Tag Archives: atx

Keep Austin Weird

Keep Austin WeirdThe city of Austin is a stuff of legends. For a young man, its annual festivals, its club scene, and its diverse cuisine, build it a reputation, as the Texas-sized playground. A city of mirth, a city of mystery, & a place of music.

Of course people who live in its overcrowded neighborhoods, who rake leaves and pick up bottles and send kids to school don’t have the same perception of their city as in-state tourists. But since when has fantasy needed to have correlation with reality?

My first week as a resident of ATX, I know it is a city of tolls, traffic congestion, and road construction. With people of many hues, shades, and values. I found a place to buy bread, a place to fuel my car, and a place to work out. The regular things seem to have taken on the trouble of legend; just living is harder, more because I’ve moved than because of Austin.

There is the sense that this city is buckling beyond maximum occupancy, coping to contain its citizens. Each of the 70 people who relocate here per day add to the payload of penance that the people pay. Moving trucks are on every road; it’s common to see 2-3 per day, and with each sighting, locals sigh outwardly. But deep within, there is a rising groan. The city’s unofficial slogan, rising to replace “Keep Austin Weird,” is a bit more obvious: “Austin: don’t move here.”

But the hypocrisy is palpable; there are corporate brands on every street corner. It’s clear that the city’s elite did not share the value of keeping Austin weird.

It’s still possible to foster local loyalty and love one another by giving our business to families who will keep the profits in the city instead of sucking them offshore. This is what it means to keep Austin weird. Preferring mom & pop – and insisting on knowing the owners we deal with – is how we can preserve a cultural legacy. I don’t buy into the “don’t move here” t-shirt; that angst is just misguided.

Let’s welcome the newcomers with open arms, giving the “keep Austin weird” vision to them as the key to our city.

Texas JavaScript 2013


Here are some notes from the #TXJS conference three days ago at Austin, Texas

When walking around, I made three observations about the attendees: 1. there were ALOT of them; hundreds and hundreds, 2. they brought Mountain Lion OS running laptops, 3. there were no windows laptops in attendance; not even one.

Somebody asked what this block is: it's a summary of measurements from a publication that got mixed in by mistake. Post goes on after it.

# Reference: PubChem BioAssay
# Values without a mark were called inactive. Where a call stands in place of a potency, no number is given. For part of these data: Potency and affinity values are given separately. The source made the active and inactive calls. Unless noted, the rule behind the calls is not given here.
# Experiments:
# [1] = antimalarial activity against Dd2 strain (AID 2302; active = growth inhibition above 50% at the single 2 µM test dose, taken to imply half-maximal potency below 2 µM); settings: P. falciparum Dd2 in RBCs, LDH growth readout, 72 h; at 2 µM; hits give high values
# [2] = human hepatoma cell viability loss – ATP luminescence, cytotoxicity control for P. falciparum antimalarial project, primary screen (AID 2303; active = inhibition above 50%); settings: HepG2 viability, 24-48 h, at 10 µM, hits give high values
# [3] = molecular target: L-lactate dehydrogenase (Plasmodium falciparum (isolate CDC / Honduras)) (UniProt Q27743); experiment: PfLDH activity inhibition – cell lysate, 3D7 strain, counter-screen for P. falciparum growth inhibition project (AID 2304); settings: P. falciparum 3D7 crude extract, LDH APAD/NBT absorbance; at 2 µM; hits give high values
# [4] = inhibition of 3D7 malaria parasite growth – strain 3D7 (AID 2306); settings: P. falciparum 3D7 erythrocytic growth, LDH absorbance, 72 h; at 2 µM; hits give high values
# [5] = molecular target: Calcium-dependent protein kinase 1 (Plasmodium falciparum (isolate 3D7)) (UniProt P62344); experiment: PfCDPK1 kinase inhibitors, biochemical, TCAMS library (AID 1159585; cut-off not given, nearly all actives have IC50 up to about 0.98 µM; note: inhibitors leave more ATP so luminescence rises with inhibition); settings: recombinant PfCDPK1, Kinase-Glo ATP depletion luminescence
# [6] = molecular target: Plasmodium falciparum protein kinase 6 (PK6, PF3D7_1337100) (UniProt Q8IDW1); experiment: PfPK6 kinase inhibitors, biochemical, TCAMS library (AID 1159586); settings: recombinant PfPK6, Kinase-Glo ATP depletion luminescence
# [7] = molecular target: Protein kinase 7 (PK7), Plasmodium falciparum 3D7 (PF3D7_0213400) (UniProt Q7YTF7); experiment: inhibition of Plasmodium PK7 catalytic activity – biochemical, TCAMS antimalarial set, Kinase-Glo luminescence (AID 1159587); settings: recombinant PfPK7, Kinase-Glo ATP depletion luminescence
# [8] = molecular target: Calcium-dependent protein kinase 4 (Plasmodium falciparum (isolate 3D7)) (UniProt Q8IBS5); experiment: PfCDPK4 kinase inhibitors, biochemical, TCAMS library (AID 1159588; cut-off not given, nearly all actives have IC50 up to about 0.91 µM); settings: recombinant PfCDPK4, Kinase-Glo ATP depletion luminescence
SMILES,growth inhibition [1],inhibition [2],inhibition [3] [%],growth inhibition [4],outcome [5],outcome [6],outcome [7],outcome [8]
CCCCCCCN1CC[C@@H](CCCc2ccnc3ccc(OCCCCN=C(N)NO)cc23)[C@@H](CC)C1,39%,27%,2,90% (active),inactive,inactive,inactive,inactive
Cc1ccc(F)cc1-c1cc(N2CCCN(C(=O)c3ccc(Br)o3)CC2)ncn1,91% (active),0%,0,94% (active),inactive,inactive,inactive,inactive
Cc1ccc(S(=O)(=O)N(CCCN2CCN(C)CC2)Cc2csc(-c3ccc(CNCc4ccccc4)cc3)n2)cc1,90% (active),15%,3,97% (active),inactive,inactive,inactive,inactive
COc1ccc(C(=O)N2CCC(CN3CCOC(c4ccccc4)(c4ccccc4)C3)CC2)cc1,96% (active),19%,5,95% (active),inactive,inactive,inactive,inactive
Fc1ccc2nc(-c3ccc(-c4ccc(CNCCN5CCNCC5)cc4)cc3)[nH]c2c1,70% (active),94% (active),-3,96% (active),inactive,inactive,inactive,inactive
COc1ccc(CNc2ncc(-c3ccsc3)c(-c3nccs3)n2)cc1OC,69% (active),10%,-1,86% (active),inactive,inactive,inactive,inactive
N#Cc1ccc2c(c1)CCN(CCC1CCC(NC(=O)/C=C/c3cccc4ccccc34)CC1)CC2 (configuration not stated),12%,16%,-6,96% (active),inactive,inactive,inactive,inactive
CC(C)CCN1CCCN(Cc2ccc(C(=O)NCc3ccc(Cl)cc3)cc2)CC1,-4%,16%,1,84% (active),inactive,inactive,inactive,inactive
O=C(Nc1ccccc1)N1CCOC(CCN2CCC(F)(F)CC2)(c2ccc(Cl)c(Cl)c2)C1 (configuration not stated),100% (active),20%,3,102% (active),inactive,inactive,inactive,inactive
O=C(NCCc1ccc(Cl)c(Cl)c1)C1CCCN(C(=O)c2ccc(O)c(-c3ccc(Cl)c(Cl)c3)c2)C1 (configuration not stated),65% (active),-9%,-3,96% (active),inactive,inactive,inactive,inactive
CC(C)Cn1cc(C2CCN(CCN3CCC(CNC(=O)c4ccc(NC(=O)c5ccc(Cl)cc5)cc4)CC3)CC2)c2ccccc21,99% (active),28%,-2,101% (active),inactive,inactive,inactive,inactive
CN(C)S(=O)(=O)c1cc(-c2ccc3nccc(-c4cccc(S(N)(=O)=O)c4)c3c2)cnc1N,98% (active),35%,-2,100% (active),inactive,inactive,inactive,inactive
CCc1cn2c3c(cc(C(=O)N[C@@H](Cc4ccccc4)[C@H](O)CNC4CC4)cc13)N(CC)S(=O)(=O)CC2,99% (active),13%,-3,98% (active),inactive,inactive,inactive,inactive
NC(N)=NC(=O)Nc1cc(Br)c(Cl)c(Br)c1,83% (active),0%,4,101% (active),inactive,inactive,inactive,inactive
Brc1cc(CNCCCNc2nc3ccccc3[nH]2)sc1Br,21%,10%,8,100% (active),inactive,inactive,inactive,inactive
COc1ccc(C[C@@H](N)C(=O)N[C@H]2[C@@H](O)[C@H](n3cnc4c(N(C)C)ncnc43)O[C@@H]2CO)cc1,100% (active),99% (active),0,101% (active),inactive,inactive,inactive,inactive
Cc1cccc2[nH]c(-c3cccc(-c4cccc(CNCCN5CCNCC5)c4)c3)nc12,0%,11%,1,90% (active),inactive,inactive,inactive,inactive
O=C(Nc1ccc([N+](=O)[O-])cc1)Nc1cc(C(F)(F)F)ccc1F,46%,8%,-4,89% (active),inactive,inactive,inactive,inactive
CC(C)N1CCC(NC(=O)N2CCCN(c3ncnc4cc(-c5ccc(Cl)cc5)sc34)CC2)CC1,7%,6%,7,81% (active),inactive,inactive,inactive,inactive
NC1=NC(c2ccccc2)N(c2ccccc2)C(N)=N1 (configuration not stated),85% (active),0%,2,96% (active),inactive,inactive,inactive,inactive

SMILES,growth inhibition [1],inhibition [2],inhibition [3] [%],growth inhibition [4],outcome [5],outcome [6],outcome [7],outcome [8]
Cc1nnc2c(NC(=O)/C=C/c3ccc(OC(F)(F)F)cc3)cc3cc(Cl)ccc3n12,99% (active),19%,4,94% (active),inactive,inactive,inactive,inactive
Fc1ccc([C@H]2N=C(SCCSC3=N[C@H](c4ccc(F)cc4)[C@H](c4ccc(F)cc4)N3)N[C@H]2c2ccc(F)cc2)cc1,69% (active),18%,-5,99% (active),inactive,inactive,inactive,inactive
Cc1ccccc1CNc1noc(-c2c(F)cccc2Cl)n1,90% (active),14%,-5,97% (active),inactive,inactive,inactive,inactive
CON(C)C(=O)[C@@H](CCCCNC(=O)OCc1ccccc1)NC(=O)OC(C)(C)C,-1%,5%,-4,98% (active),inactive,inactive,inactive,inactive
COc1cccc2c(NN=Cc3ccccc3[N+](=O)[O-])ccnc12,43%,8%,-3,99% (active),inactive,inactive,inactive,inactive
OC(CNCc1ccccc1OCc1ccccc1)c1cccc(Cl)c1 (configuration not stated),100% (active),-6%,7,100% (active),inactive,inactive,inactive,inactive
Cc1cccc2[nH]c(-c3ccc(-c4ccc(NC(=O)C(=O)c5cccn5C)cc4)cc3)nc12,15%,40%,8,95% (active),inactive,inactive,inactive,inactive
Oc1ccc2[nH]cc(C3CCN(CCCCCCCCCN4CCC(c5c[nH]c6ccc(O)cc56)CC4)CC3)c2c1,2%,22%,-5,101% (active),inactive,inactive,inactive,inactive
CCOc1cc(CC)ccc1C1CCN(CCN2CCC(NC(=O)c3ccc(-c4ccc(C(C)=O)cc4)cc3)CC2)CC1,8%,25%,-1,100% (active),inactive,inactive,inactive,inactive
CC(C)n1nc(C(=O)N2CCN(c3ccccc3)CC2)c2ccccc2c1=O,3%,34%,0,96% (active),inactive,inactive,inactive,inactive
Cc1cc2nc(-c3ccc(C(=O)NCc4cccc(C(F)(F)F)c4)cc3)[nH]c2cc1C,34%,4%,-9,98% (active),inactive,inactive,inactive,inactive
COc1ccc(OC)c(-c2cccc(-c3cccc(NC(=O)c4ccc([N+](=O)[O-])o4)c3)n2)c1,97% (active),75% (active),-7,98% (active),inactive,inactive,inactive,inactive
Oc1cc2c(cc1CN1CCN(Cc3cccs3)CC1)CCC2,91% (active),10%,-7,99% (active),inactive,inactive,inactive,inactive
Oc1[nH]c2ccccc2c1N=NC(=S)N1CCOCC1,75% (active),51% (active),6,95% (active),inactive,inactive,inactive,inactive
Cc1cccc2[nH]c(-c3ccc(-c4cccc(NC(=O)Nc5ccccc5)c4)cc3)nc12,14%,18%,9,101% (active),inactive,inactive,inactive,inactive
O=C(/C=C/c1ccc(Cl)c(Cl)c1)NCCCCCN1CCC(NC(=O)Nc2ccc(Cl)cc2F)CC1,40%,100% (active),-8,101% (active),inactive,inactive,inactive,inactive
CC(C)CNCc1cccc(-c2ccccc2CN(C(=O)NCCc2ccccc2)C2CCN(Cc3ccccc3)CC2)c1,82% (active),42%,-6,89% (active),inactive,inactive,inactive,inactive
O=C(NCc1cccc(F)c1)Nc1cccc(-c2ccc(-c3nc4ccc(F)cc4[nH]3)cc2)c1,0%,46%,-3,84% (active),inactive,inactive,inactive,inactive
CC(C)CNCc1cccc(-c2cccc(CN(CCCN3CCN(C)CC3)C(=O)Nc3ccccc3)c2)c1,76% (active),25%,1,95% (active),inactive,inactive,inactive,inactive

Dave Rupert really started us thinking why we do what we do; his talk challenged us to love what we do and do what we love, letting the core values of our hearts dictate the values of the working environment and relationships. He challenged everyone to recommit to making the responsive web an accessible one including ARIA. See his http://a11yproject.com/ and subscribe to the Shop Talk Show podcast at http://shoptalkshow.com/.

You can guess what Nicole Sullivan’s talk was about from its title, presuming you’ve followed her recommendations for writing CSS in an object-oriented manner in the past: “OOCSS and Preprocessors in a tree, K-I-S-S-I-N-G.” She full-on recommended that all web designers write stylesheets in SCSS in a way that preserves that OOCSS harmony, avoiding tempting possibilities that result in bloated compiled deliverable size.

The author of www.css-tricks.com and www.digWP.com seconded her advice for us to write Sassy CSS (SCSS), but he was less worried than Nicole about the performance hit of having a few extra kilobytes in the compiled, machine read browser deliverable.

You’ll just have to watch the video of Trek’s presentation when (if) it comes online; I could listen to him talk for days. Trek argued that web designers just doing Photoshop today should and are learning RWD so “slice & dice” web (psd→html+css) monkeys need to either acquire legit design education or specialize in JavaScript software engineering.

Frances Berriman, front-end development lead for @govuk, spoke about “Culture change for creating better user experiences.” Some elements of web design @phae advocated adoption include audience targeting, using analytics to improve UX, functional design, minimalism, and plain language <http://www.plainenglish.co.uk/plain-english-magazine.html>

@jedschmidt & @izs & @polotek talked about server-side programming in Node.js

Charlie Robbins talked about the ethics and end-game of “All Open Source Everything,” championing the model of open sourcing much of the useful internal architecture of systems while retaining and monetizing key components which make the parts a product.

Drew Wilson gave us some golden nuggets of wisdom from his new book EXECUTE www.EXECUTEbook.com, which sounds WELL worth its meager price.

Phil suggested that not every website and/or client actually benefits from a CMS, particularly with a “WYSIWYG” rich text editor.